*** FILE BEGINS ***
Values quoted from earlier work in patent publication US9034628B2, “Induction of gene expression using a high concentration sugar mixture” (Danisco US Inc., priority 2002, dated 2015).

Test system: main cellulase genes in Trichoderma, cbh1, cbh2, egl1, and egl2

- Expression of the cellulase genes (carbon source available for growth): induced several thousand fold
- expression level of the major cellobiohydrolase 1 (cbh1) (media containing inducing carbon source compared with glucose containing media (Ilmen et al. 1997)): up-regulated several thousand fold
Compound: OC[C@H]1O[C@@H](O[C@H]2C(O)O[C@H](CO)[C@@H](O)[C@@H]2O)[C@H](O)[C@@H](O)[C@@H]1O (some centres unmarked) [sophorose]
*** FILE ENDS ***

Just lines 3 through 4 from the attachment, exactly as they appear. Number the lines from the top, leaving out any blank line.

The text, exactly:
- Expression of the cellulase genes (carbon source available for growth): induced several thousand fold
- expression level of the major cellobiohydrolase 1 (cbh1) (media containing inducing carbon source compared with glucose containing media (Ilmen et al. 1997)): up-regulated several thousand fold